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December 21, 2021

What if Hate could Make our Relationships Work?


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It’s often been said that love is good, hate is bad, rationality is good, and mistakes are bad.

But what if I told you that hate is the best feeling anyone can have, and mistakes are the greatest things that can happen to us?

Relationships are built on love, or so I’ve been told.

How can we be in a relationship with someone if we don’t love them, right? We love every little thing they do, every small detail they have, every move they make. We love being with them, next to them, holding them.

Sounds perfect; I know. But that’s not enough. That’s never enough, and I’ll tell you why.

The reason why some people stay in a relationship is not because they love each other, but because they hate the idea of being away from each other. They hate not being there; they hate not seeing their lover every day; they hate the fact that they cannot touch them, kiss them, hold them, or look deeply in their eyes.

Yes, love is amazing. It’s a beautiful feeling to have, but, sometimes, we don’t break up with someone because we stop loving them. That’s rarely the case.

We break up with them because we stop hating the idea of being away from them. We stop hating the fact that we won’t see them, touch them, hug them, kiss them.

So, you see, hate is not that bad after all because without it, we stop fighting for what or whom we love.

Sometimes, when two people love each other and—for whatever reason—people around them don’t want them to be together, they fight to stay together. But why? They don’t fight to stay together because they just love each other—that never changes. They do it because they hate being apart.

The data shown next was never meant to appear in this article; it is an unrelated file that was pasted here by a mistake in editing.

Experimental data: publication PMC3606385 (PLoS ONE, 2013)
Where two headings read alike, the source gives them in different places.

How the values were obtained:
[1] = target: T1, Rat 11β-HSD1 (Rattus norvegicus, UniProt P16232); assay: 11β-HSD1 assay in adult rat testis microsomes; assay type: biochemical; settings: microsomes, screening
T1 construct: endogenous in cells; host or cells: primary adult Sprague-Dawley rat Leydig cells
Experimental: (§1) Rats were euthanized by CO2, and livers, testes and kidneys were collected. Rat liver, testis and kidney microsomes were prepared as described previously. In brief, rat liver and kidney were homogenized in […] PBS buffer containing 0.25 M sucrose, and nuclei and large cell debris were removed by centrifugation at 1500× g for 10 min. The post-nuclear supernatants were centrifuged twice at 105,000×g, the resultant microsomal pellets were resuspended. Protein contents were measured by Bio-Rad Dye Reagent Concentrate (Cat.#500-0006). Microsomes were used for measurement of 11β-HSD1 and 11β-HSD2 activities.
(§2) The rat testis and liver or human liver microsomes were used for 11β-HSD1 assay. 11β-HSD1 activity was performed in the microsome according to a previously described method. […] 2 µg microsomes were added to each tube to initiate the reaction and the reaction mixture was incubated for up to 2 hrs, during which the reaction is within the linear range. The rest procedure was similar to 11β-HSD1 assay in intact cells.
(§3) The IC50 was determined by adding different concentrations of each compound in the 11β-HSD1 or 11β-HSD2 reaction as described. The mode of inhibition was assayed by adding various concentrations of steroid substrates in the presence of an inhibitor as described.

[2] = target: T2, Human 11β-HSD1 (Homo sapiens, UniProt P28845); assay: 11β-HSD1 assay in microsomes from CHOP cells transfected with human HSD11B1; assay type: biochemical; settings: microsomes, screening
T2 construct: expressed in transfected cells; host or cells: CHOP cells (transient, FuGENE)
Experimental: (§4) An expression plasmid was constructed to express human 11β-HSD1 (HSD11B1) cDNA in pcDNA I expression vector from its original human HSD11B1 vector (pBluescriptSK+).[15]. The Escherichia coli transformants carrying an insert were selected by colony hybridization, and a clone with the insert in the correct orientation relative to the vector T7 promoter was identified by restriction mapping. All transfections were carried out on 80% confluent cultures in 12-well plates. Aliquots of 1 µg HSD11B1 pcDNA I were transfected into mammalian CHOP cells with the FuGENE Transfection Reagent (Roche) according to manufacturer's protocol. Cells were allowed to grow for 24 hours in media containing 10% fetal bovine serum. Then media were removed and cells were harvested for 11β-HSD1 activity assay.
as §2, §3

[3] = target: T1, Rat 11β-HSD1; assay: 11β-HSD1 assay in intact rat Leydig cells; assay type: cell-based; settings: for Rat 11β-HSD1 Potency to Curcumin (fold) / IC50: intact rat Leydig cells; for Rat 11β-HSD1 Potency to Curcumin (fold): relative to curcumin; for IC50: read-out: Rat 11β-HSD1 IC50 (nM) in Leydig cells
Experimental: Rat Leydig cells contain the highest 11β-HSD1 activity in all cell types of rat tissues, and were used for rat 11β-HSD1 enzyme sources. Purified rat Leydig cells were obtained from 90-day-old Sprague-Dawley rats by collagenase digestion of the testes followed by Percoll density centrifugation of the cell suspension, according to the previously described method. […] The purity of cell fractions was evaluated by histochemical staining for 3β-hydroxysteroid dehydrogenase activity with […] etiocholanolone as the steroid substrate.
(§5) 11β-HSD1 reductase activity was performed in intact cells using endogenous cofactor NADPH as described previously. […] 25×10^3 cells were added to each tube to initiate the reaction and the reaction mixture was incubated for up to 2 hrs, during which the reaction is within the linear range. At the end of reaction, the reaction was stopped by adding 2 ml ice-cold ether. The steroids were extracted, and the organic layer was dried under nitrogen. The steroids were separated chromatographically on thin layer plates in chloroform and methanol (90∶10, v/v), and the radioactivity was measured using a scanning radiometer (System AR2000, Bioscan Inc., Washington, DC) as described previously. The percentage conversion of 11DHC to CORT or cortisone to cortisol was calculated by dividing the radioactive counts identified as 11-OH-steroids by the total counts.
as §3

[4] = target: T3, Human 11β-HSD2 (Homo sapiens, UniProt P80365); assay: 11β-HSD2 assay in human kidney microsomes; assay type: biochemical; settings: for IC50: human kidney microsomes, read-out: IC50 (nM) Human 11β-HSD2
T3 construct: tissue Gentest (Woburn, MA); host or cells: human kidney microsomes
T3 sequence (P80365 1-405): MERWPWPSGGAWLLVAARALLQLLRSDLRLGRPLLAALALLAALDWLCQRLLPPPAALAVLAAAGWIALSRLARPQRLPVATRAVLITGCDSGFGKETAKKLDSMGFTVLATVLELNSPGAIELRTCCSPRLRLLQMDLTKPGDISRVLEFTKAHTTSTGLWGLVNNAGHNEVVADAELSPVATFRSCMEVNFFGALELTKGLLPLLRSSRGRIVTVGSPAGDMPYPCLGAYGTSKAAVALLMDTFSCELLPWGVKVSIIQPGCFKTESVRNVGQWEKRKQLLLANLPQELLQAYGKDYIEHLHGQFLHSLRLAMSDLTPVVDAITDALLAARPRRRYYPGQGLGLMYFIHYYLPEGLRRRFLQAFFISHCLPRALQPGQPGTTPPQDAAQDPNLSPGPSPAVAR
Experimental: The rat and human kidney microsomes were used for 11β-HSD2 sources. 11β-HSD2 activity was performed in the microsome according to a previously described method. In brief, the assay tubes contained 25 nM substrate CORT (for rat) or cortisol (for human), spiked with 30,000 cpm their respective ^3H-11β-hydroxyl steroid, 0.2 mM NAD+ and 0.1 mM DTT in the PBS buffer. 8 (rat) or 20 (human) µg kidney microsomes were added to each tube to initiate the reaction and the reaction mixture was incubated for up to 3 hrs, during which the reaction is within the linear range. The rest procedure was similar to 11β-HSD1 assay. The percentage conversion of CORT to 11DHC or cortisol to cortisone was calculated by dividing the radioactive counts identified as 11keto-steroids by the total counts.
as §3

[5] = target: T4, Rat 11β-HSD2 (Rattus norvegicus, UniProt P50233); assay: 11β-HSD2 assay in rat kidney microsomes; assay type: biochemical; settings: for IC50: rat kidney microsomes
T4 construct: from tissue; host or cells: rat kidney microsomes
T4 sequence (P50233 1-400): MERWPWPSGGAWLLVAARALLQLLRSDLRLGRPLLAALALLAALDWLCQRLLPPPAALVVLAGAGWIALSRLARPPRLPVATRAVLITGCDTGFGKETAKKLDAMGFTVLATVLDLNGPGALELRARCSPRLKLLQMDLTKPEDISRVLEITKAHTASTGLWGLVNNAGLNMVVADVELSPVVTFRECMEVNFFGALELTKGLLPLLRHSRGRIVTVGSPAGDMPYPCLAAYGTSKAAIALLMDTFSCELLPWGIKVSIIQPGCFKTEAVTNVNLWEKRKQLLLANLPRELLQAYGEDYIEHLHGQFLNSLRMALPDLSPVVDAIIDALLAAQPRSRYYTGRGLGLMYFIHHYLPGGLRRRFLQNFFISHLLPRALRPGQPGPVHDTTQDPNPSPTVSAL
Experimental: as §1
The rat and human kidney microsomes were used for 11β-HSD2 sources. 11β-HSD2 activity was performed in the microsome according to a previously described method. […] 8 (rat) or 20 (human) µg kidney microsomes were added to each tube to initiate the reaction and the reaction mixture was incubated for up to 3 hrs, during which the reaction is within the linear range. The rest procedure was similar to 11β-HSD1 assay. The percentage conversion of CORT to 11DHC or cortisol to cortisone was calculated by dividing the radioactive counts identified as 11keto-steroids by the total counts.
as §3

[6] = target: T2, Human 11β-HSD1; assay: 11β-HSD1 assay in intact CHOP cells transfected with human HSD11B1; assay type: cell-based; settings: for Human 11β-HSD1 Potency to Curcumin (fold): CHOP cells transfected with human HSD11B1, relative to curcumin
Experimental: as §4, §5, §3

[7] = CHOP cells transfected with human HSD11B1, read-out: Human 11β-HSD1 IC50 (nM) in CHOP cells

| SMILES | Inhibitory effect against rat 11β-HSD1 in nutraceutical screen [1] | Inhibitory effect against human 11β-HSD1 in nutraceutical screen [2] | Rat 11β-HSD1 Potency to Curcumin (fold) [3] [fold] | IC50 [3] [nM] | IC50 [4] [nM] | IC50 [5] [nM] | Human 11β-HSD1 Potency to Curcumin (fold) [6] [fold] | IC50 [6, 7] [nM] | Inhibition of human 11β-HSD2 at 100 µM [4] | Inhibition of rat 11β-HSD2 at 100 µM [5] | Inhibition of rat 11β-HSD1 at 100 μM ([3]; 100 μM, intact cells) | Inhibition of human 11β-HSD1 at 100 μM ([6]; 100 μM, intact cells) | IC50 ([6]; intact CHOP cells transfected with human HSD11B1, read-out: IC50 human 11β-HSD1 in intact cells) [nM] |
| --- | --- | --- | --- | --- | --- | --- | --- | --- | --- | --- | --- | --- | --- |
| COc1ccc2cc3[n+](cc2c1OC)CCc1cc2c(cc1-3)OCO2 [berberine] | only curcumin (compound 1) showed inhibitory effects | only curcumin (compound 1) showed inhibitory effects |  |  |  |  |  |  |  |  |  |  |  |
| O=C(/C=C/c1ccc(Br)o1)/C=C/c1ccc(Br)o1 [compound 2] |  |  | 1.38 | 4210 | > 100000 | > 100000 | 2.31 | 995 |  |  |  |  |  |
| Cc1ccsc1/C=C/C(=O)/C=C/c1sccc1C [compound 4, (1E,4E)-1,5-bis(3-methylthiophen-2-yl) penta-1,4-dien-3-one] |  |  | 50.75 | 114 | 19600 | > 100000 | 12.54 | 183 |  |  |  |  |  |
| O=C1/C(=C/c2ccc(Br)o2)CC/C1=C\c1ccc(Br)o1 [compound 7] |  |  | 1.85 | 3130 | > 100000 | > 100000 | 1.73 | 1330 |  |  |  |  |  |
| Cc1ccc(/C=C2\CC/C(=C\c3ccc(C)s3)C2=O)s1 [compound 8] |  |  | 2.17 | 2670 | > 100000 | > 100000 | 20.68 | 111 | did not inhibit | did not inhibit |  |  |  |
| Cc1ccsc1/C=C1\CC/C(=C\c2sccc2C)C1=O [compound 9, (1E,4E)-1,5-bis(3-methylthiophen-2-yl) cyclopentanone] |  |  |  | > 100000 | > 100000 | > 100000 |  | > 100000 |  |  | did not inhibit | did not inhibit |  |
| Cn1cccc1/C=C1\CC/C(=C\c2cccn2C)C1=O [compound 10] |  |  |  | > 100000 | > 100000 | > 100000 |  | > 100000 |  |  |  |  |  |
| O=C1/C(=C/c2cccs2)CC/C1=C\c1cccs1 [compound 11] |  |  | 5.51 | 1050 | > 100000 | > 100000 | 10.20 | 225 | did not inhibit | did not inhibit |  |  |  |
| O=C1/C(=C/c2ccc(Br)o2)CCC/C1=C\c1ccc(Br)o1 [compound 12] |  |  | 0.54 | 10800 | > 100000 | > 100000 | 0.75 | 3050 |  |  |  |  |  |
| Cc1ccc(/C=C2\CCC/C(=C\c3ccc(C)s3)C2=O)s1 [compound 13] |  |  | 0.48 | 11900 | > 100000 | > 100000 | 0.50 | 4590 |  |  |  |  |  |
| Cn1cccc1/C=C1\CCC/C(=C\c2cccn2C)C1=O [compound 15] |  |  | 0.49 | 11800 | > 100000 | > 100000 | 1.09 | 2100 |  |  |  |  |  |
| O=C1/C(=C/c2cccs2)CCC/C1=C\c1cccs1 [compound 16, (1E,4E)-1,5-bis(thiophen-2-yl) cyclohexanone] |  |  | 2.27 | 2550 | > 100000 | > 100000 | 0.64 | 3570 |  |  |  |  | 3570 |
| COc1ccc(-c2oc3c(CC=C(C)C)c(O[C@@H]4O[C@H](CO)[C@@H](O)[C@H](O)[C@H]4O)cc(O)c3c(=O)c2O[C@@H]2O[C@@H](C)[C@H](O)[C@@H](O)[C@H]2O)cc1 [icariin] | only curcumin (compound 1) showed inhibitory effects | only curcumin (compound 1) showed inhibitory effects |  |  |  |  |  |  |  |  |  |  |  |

And if their hatred of being apart is greater than people’s hatred of them being together, they stick it out. And if it isn’t, they fall apart.

That’s what’s amazing about hate. In this case, hate is great.

When we are in a relationship, we want to make as many rational decisions as we can so that our partner feels happy. But we often end up making mistakes. And these mistakes can often lead to big fights. I’m not saying that mistakes are good every time, but think about it for a second.

If we keep making rational decisions, afraid of what our partner might think, and we don’t take risks because we are afraid of making a mistake, where will that lead us?

We will become so predictable in our partner’s eyes that, eventually, even if we don’t mean for it to happen, fights start to occur on a regular basis. What do we do then? Nothing.

We tried to avoid making mistakes so much that, eventually, they caught up with us.

On the other hand, let’s say we made a mistake. We chose the wrong restaurant, or we guessed our partner’s favorite color wrong. It’s fine, and I will tell you when and why.

If we did these mistakes early in our relationship, it’s still too early for them to be angry with us because it’s the learning phase. Both of us are meant to assume what our partner may or may not like in the beginning. But making those same mistakes later on is a big no. So don’t be afraid to make a mistake and admit it. Some of those mistakes can lead to wonderful things that we didn’t know could’ve happened.

Relationships are hard. There’s no denying that.

They take a lot of time, a lot of dedication, and a lot of teamwork. And if for some reason your relationship is over, don’t think for a second that it’s because you or your partner stopped loving each other. It’s not always the case. It’s because one or both of you have realized that you don’t hate the others absence.

One last thing, never regret making a mistake. We are humans; it’s in our nature.

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Samir Harb  |  Contribution: 660

author: Samir Harb

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Editor: Michelle Al Bitar